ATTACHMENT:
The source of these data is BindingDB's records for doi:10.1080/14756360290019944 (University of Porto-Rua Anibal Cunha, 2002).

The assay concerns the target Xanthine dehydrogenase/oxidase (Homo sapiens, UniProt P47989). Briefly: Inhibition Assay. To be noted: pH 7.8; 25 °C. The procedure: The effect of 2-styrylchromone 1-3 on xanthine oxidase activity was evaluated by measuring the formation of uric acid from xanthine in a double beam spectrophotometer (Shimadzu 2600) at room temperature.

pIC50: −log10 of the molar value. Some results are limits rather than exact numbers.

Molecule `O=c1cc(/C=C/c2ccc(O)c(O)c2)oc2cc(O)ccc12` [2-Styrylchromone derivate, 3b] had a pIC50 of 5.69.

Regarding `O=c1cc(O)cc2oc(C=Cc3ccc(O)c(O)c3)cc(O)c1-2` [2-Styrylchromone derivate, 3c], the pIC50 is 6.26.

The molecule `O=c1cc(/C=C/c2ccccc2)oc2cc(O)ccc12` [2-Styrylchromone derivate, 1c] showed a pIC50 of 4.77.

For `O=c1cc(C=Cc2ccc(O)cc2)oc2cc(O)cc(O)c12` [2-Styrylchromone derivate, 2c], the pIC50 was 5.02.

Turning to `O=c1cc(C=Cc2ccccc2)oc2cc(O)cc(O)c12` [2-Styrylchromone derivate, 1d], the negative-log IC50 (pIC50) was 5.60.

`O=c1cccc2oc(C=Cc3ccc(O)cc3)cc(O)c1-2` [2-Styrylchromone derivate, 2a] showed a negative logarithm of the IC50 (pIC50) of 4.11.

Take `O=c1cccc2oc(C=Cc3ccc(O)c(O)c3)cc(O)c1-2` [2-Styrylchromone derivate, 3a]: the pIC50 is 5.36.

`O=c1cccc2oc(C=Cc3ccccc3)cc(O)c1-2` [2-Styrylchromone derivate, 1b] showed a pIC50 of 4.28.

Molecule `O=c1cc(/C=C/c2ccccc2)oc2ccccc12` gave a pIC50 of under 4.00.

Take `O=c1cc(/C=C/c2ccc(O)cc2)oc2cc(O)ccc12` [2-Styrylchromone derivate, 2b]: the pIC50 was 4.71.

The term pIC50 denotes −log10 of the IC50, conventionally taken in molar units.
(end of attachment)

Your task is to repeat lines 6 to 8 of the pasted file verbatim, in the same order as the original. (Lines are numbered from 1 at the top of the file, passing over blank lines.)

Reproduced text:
The molecule `O=c1cc(/C=C/c2ccccc2)oc2cc(O)ccc12` [2-Styrylchromone derivate, 1c] showed a pIC50 of 4.77.

For `O=c1cc(C=Cc2ccc(O)cc2)oc2cc(O)cc(O)c12` [2-Styrylchromone derivate, 2c], the pIC50 was 5.02.

Turning to `O=c1cc(C=Cc2ccccc2)oc2cc(O)cc(O)c12` [2-Styrylchromone derivate, 1d], the negative-log IC50 (pIC50) was 5.60.